Sculptor and then some Gidon Bing opens the door to his home studio.
Downstairs, Beneath his family home in Auckland’s Eastern Bays, Gidon Bing is in his studio, preparing to start work. On any given day, he can be found here and there working on various projects: curvaceous wood and copper sculptures, mixed-media works on paper, product development for commissions and collaborations, and his own line of ceramics. We met Gidon at his HQ to find out more about his many talents.
You have a few strings to your creative bow – how do you describe what you do? I’m a sculptor but also work in a few other mediums related to sculpture, such as printmaking, furniture and product design and, of course, ceramics.
When did you begin working with clay? I learnt basic wheel-throwing when I was a teenager, and later developed new skills from occasional visits and collaborations with master ceramicists. Experimenting with methods for making ceramic sculpture has also influenced the way I approach the design and production of ceramics.
Where do you create? It varies, depending on the project. A lot of the ceramic design and prototyping is done in my home studio, which is set up for ceramics and plaster work, although I sometimes work with other artists and craftspeople in their studios. Most of the sculptural and modelling work, like architectural and furniture model- making, is done in my sculpture studio
[in a boatshed in Orakei Basin]. Does the space influence your work? Yes – both of my studios are set up to house a collection of specialist and handmade tools, jigs and different materials, and experimental forms that I refer back to. Having spaces that other designers and makers can use is good for collaborative work too.
Where do you find ideas? It varies a lot, but familiarity with materials and their strengths and limitations, and a playful and experimental approach to process seem to be ongoing sources. I also have a bunch of influences and interests in areas related to design, such as an appreciation for ceramic artefacts and archaeology and avant garde and Japanese architecture and design. Some of these interests are shared by my family and friends and are interconnected with my family history.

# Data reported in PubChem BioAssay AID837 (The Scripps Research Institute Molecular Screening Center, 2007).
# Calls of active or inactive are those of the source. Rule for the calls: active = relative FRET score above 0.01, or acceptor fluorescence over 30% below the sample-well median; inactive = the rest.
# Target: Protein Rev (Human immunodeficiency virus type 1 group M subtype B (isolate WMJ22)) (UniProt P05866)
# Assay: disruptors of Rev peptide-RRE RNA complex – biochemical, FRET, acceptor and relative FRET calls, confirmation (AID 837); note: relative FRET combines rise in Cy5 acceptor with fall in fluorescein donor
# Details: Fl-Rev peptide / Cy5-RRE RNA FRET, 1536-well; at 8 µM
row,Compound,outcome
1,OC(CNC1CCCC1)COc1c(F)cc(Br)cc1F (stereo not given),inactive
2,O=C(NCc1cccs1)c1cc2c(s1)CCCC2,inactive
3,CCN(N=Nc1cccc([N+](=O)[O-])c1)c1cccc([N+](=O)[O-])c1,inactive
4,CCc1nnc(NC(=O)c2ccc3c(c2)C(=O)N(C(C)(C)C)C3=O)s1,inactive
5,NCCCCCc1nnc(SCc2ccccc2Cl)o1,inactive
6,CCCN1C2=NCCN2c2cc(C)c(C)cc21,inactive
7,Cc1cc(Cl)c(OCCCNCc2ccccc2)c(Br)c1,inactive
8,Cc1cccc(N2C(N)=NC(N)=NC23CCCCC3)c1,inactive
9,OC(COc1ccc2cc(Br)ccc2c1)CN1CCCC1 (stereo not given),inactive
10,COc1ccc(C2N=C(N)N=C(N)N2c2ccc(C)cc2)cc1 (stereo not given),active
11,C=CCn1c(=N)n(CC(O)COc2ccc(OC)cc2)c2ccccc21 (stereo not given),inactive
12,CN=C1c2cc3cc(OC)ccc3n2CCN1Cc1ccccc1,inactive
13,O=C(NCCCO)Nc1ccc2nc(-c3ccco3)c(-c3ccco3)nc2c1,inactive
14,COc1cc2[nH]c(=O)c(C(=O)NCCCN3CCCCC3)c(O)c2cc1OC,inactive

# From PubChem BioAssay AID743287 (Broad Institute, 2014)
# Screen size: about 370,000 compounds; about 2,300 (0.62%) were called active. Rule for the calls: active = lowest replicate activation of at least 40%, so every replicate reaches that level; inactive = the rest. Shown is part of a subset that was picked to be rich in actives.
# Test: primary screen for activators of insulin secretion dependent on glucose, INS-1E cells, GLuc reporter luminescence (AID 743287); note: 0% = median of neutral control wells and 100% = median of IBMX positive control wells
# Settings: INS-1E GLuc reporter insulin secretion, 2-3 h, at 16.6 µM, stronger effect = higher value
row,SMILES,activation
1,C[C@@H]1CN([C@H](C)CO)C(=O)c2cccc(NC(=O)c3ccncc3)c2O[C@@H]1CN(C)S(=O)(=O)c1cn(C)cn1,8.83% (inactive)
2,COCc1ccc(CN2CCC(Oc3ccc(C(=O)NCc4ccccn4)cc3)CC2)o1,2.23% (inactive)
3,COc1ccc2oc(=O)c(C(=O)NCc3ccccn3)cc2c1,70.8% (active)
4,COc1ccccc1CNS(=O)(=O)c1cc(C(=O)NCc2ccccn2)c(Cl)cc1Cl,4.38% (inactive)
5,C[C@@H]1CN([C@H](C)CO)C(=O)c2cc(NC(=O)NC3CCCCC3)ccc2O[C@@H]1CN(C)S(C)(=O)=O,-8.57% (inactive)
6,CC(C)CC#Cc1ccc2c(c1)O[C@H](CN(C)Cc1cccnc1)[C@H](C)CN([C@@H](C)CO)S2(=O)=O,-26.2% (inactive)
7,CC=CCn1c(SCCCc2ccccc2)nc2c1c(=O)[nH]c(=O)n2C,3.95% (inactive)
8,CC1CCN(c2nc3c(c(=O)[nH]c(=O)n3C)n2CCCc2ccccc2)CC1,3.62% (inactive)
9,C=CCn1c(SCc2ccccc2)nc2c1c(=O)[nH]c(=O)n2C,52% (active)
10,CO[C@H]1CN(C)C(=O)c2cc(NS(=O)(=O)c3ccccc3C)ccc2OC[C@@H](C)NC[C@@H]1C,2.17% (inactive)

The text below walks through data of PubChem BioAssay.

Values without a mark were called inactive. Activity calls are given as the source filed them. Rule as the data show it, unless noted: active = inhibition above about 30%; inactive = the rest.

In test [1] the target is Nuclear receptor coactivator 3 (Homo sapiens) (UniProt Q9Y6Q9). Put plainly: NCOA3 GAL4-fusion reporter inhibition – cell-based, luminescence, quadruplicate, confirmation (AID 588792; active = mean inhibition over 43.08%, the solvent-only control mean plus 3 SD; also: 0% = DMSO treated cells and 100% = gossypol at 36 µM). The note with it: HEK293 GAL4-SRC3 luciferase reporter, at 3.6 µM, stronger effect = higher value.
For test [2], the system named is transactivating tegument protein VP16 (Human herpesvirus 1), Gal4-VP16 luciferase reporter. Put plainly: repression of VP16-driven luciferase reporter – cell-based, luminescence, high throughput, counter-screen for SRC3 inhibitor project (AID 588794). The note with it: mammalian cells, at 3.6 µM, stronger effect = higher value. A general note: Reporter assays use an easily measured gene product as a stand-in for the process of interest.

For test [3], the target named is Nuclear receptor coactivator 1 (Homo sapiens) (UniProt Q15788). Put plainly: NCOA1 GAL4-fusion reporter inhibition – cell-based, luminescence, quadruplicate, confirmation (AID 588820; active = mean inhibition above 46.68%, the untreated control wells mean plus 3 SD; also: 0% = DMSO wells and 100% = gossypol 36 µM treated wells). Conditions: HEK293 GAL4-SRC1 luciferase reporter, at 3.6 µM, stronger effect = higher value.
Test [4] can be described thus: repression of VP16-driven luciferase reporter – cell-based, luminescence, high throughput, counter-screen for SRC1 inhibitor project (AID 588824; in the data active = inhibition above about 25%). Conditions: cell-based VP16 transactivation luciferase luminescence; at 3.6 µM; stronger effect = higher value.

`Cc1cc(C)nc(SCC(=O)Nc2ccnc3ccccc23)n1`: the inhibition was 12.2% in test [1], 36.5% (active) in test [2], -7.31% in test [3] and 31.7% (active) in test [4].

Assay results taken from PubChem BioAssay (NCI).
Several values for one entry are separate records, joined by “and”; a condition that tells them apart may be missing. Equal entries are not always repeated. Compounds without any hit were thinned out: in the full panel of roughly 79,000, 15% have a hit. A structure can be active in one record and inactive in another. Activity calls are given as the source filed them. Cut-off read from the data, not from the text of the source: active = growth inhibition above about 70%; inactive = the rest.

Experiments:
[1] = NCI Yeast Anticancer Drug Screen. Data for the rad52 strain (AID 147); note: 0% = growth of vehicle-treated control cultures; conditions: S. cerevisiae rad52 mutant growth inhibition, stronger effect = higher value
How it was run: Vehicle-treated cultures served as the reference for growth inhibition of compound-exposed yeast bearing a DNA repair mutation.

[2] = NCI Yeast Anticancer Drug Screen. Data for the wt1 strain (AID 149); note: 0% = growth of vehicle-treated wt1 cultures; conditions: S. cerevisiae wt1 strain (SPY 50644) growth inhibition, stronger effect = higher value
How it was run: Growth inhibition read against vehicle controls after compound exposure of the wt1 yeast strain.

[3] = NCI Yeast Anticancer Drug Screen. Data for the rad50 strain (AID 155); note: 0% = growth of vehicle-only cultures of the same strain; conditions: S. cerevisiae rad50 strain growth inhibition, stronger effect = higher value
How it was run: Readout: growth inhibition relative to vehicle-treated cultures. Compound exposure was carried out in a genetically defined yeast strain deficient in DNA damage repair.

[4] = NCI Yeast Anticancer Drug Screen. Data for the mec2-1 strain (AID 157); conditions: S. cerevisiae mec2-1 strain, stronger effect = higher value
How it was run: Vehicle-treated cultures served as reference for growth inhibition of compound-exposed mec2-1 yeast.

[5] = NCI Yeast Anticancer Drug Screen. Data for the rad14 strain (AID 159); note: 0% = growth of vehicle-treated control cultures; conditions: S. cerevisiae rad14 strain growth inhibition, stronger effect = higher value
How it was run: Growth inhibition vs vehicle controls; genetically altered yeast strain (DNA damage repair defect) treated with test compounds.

Do you have a typical daily routine in the studio? No – one of the blessings and curses of having varied creative projects and a short attention span is a chaotic routine.
How do your ceramics come to life? The process can be spontaneous, an accidental discovery in the studio, stimulated by or derived from a found object, or a considered design with a lot of attention to function or form. The fabrication of a prototype or model is also varied, ranging from throwing on the wheel, wood or plaster, turning on a lathe or digital design and 3D printing.
You’re based in Auckland, but your designs have been showcased all over the world. Can you tell us a little bit about the projects you’re involved with internationally? I was lucky to form some good relationships early on with a few agents and designers who’ve been very supportive of and enthusiastic about my work and helped me to develop a modest but dedicated community of collectors for both my sculptural and ceramic work. At the moment, I only have a couple of projects overseas: a new series of brass and copper freestanding sculptures that I’m developing for a gallery in Australia; a new ceramic stockist in the US; and some product design/development/production work for other designers, including Thing Industries.
What are you working on at the moment? A large steam-bent wooden sculptural wall relief commission, a twin-wall insulated tea/coffee set, a woodblock print and sculptural exhibition at Tennyson Gallery in Napier, and a plywood shop fit-out design.
Do you have a favourite piece, or a favourite use for the pieces you make? At the moment I’m enjoying drinking out of a handless twin-wall coffee cup. It’s modest and simple but well balanced, feels great in the hand and is thermally insulated, keeping the cup cool and
the coffee hot.
Words Alice Lines
Photography Larnie Nicolson